Favorites: Blank Space, Style, Shake it Off, Bad Blood, Wildest Dreams
Overall: 80’s inspired, delightfully cynically optimistic
In absorbing all the promotion and talk about Taylor Swift’s new album, 1989 (her birth year), the most annoying thing is the fixation with the fact that it’s her 1st effort to labeled and pushed as pop and not pop/country or country, as if it’s going to be a big change for the singer. Swift mentioned in interviews that her record label was nervous about the so-called genre switch. Is everyone new here? Sure, there was an acoustic guitar, songs about Tim McGraw, studded belts and cowboy boots, but pop has always been in her musical soil and are we really going to act like 2012’s Red carried the torch of Loretta Lynn, Reba McEntire or even the Nashville fictional character Rayna James? Come on. Swift is so unsurprisingly cozy and confident in the 80’s synth-poppy land of this record, you might wonder why “country” and “Taylor Swift” were ever in the same sentence to begin with.
I have an aversion to much of techno and 80’s roboto, so musically, I prefer Red of Swift’s blatantly pop albums, but the production has a certain staginess that makes it more tolerable. It’s the kind of staginess that, with the conjoining lyrics, it takes you out of your body and has you stuck daydreaming or dusting off memories you’ve fought so hard to keep in your mental attic. Once again, Swift has created an audio alternate universe that externally glitters pink with the butterflies of love and infatuation, but confronts some of its realities with a muted light on the inside. Romantic failures and disappointments are cynically accepted as standard and inevitable, but the hope for better still loiters. As she declares in “New Romantics:” “Heartbreak is the national anthem…the best people in life are free.” Swift reflects the heart process of most fatigued female daters: when their initial Disney ideals are dashed, they try to toughen and make themselves embrace things they really don’t like and/or want to get what they can get. For instance, on “Wildest Dreams,” she pleads with a rolling stone of a guy not to forget her after a hookup. “Dreams” is 1 of a few songs with some sort of sexual situation, and thankfully, she takes time to create atmosphere and tone instead of taking the easy-and brainless-road of being graphic and/or literal. It tickled me how unabashedly Swift admits her compulsive attraction to men she instinctively knows she has no future with, while parodying her dating reputation in the press. On “Blank Space,” she sings: “You look like my next mistake…I can make the bad guys good for a weekend…Got a long list of ex-lovers, they'll tell you I'm insane, 'cause you know I love the players and you love the game.” Sidebar: is it just me or does the beginning of “Space” remind you of Justin Bieber’s “Girlfriend?”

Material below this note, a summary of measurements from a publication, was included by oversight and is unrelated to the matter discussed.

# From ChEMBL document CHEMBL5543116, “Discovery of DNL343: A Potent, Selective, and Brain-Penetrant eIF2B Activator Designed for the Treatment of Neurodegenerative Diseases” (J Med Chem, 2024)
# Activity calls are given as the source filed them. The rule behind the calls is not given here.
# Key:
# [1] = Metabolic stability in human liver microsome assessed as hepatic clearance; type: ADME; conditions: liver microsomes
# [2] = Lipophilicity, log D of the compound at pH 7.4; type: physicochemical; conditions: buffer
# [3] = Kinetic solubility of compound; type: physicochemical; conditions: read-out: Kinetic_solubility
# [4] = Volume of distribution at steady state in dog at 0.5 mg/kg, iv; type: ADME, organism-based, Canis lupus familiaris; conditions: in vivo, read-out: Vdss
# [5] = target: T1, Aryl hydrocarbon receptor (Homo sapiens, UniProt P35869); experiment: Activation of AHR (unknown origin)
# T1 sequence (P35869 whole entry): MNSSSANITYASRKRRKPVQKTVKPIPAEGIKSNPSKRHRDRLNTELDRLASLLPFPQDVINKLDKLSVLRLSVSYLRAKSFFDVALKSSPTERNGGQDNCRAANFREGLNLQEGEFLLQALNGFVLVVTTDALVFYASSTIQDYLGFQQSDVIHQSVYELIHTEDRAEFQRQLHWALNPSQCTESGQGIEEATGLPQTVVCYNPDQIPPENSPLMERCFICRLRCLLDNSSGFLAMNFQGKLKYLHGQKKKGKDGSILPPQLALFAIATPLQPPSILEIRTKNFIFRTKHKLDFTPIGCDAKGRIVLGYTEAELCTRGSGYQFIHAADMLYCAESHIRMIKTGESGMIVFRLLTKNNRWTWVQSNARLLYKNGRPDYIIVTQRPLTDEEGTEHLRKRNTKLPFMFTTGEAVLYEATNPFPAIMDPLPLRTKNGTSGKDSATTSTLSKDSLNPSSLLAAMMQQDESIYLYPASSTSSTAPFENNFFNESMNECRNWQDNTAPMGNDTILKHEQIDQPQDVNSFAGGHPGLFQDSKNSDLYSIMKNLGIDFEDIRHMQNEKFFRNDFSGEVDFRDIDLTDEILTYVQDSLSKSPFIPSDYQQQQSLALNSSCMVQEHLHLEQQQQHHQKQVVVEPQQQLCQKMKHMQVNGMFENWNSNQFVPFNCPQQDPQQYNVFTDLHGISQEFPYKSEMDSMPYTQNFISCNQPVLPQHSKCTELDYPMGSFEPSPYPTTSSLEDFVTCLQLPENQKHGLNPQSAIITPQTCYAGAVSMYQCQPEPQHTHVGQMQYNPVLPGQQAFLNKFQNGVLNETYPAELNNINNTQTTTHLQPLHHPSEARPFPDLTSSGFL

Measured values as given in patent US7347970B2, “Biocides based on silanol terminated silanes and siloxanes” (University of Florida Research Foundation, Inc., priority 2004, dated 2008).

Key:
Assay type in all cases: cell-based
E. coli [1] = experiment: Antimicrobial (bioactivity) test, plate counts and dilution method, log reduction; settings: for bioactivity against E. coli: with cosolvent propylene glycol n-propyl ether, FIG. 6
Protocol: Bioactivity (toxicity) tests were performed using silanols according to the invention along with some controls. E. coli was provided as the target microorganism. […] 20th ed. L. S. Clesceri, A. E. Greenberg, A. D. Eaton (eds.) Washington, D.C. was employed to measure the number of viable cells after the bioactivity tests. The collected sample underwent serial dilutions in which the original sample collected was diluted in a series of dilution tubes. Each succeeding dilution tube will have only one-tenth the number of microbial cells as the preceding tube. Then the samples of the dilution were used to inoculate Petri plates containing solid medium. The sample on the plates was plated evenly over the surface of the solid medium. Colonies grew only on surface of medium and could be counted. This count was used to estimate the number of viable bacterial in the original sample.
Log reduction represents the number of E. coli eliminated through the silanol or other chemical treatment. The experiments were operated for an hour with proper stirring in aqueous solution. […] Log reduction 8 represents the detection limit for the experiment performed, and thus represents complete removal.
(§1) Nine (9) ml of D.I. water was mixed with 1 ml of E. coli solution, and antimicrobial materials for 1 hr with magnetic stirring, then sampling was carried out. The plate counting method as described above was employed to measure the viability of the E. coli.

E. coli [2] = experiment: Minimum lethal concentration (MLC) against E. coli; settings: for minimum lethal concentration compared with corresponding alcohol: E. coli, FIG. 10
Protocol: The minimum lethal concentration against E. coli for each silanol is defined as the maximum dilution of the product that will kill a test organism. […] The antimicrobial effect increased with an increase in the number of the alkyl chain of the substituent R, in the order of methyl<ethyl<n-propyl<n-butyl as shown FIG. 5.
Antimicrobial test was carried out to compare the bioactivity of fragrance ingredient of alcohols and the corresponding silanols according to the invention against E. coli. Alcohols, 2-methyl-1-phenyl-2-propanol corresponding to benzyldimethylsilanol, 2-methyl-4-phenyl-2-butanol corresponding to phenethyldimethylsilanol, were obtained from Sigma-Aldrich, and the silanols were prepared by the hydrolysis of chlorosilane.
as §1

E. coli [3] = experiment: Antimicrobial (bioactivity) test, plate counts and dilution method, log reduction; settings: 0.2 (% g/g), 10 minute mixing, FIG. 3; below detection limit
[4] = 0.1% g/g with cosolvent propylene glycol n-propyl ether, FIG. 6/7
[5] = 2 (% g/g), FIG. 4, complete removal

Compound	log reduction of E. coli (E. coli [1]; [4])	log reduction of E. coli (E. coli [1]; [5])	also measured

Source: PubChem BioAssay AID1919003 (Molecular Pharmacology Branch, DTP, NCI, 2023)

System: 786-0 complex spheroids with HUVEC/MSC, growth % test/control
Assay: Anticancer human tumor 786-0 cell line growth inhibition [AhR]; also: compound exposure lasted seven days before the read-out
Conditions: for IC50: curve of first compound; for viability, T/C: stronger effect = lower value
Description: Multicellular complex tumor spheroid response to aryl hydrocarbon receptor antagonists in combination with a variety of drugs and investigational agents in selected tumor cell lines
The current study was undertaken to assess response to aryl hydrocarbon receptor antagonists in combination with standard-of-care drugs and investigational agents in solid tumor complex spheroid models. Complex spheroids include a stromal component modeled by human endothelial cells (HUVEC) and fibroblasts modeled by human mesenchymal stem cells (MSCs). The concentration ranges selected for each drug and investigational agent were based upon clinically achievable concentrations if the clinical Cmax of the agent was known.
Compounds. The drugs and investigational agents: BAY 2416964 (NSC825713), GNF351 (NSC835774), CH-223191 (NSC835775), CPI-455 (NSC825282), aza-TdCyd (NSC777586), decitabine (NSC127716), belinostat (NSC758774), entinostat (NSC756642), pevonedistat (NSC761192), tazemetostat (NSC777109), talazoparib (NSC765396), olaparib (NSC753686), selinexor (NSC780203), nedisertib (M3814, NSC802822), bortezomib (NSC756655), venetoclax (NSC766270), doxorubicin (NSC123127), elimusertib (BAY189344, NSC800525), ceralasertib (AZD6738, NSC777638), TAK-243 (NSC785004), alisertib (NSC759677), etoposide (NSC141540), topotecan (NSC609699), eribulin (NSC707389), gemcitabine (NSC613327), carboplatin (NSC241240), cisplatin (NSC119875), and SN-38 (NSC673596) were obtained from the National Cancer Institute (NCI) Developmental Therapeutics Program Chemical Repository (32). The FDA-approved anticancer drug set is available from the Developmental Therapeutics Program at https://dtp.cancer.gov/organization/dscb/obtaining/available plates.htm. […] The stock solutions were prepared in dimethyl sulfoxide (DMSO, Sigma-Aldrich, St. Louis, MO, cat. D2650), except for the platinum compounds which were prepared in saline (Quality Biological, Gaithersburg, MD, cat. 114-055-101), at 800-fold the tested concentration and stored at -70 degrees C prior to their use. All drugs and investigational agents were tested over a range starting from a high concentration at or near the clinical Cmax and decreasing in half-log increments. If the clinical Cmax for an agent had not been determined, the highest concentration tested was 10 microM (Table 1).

Ok, now for criticisms. As much as I love how Taylor gets pink glitter and muted light to fit, it drives me slightly nuts when the grim and twisty grooves suddenly become peppy. I get attached to them and then poof! Floaty glitter cloud (ex. “I Know Places” and 2012’s “I Knew You Were Trouble”). For Swift to have just moved to the canonized New York, “Welcome to New York” is very pedestrian, far from “Empire State of Mind” (by Jay-Z & Alicia Keys) and doesn’t do its job as an album opener. This doesn’t help her case with being recently named the ambassador of the city. The above mentioned “New Romantics” is the only track worth getting the Target deluxe edition for. Yes, it comes with 3 original voice memos to demonstrate Swift’s various songwriting processes, which is a cool concept in theory, but the snippets don’t really reveal much beyond her precursor back-stories. You don’t hear (or get a visual of) how her song ideas form or what melodies, phrases or words came before the final product. I think the pieces of paper she scribbles her lyrics on would be more telling. Besides these few little bobbles (and Swift’s vocal limitations), I love this album and had a hard time narrowing down my “favorites” to just 4 or 5 (which is a general rule of mine). I love its carefree air with a depressed heart; its cynical optimism. Sorry to follow the charge and give yet another glowing 1989 endorsement, but oops! Swift has done it again.